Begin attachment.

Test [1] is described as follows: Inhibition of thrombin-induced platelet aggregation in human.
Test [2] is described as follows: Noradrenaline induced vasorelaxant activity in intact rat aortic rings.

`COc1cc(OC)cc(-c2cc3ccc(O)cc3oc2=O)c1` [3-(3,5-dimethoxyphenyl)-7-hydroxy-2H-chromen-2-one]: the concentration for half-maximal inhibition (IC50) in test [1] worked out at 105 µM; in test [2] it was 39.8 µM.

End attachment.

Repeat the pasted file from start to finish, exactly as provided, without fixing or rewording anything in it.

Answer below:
Test [1] is described as follows: Inhibition of thrombin-induced platelet aggregation in human.
Test [2] is described as follows: Noradrenaline induced vasorelaxant activity in intact rat aortic rings.

`COc1cc(OC)cc(-c2cc3ccc(O)cc3oc2=O)c1` [3-(3,5-dimethoxyphenyl)-7-hydroxy-2H-chromen-2-one]: the concentration for half-maximal inhibition (IC50) in test [1] worked out at 105 µM; in test [2] it was 39.8 µM.